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1st edition cover - photography by Raymond Hawkey

Horse Under Water (1963, ISBN 0-399-10419-4) is the second of Len Deighton's spy novels featuring an anonymous British agent protagonist (named Harry Palmer in the film adaptions). It was followed by Funeral in Berlin.



The novel is set in 1960, mostly in a small fishing village in Portugal, which was then a dictatorship led by António de Oliveira Salazar. The style of The IPCRESS File — multiple plots twists, Gauloises cigarettes, grimy, soot-stained British winter — is retained. Horse Under Water is the only one of the series which was not adapted to film. A 1968 film adaptation was planned, but following the poor reception of Billion Dollar Brain it was abandoned.

In common with several of Deighton's other early novels, the chapter headings have a "feature". In Horse Under Water these are crossword puzzle clues, reflecting the protagonist's habit of endlessly writing and replacing words in crossword puzzles.

The first edition of Horse Under Water published by Jonathan Cape was shorter than the later Penguin edition, which included a detailed description of the anonymous British agent's diving course, and also introduced characters later seen in the book, such as Chief Petty Officer Edwardes.


The plot centres on retrieving items from a Type XXI U-boat sunk off the Portuguese coast in the last days of World War II. Initially, the items are forged British and American currency, for financing a revolution in Portugal on the cheap. Later, it switches to heroin (the "Horse" of the title), and eventually it is revealed that the true interest is in the "Weiss list" — a list of Britons prepared to help the Third Reich set up a puppet government in Britain, should Germany prevail. Thrown into the mix is secret "ice melting" technology, which could be vital to the missile submarines then beginning to hide under the Arctic sea ice.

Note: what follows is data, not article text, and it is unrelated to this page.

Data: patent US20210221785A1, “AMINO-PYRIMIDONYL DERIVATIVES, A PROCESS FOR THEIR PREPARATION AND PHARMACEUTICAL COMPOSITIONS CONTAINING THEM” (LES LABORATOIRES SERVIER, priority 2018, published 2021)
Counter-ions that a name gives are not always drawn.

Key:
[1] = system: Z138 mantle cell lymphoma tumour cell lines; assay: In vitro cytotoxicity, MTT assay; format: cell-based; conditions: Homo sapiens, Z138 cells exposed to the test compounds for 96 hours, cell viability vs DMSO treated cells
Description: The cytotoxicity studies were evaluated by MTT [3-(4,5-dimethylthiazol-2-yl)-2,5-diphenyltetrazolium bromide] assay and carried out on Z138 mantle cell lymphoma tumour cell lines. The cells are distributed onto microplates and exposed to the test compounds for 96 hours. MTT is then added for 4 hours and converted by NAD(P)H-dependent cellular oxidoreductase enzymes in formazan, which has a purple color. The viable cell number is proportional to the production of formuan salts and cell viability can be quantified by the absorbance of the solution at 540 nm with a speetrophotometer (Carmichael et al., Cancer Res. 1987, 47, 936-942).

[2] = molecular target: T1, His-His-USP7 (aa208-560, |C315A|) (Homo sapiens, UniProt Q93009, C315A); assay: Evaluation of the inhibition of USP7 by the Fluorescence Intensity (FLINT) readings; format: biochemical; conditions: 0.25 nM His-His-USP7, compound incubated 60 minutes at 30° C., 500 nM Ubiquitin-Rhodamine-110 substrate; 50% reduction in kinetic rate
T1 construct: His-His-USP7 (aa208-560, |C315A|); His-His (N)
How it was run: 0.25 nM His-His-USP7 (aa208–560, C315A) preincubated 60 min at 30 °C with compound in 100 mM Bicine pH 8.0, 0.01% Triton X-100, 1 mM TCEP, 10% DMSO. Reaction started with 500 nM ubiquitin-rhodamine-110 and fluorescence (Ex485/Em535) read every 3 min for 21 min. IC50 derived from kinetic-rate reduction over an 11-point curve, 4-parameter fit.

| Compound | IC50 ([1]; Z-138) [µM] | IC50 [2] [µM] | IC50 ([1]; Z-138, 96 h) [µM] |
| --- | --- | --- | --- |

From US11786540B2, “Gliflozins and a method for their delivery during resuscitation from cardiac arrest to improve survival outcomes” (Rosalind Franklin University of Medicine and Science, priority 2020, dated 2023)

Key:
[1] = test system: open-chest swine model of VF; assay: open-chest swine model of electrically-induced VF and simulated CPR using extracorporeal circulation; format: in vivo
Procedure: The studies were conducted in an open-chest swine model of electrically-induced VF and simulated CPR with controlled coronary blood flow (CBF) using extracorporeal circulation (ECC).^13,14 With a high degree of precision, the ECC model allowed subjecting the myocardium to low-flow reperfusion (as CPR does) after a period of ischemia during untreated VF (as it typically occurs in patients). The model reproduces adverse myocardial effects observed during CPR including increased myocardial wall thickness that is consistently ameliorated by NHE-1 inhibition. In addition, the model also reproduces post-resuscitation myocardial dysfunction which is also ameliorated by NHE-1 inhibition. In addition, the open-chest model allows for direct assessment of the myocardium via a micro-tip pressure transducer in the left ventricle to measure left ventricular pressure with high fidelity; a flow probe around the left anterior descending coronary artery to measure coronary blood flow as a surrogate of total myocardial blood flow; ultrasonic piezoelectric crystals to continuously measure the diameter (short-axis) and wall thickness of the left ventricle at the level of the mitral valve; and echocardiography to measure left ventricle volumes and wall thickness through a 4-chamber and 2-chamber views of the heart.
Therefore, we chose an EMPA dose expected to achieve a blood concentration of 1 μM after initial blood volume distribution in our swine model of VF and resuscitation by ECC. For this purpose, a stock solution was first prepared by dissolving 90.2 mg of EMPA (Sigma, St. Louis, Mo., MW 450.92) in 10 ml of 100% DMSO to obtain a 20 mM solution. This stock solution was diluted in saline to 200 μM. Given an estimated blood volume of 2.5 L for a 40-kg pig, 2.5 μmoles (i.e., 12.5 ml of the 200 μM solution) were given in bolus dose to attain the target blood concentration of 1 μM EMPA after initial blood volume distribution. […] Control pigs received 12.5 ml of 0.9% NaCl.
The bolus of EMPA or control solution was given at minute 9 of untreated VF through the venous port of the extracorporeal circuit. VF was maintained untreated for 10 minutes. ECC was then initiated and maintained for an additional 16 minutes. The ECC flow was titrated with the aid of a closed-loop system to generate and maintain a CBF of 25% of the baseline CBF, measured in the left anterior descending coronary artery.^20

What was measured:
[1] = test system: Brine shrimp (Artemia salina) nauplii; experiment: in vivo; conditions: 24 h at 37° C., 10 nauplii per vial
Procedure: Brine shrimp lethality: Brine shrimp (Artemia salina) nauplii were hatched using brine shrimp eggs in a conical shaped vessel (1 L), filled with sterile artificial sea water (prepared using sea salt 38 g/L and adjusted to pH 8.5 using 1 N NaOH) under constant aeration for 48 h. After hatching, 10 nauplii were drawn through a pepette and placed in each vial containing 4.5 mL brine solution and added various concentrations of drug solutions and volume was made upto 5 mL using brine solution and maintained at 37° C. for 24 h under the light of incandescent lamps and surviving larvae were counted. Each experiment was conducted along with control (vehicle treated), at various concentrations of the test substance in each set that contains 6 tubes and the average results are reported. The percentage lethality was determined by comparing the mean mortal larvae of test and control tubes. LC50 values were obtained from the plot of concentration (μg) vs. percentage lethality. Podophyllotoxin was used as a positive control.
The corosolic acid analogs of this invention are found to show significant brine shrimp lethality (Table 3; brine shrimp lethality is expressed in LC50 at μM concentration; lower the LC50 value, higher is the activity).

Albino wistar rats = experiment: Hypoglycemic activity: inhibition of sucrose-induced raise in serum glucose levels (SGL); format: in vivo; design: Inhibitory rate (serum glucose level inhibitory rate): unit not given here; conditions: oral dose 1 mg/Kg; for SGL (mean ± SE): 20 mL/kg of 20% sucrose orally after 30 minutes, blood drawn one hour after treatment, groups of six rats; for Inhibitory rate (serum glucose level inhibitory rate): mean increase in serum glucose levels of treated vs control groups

The secret weather buoys generally used by the wartime Kriegsmarine were not as sophisticated as the one described in the novel. They were not submersible and, at the end of their expected battery life of two months, they were supposed to self-destruct with an explosive charge.[1]


  1. ^ Miller, David (2002): U-Boats: The Illustrated History of the Raiders of the Deep. Brassey's Inc, Dulles, VA.


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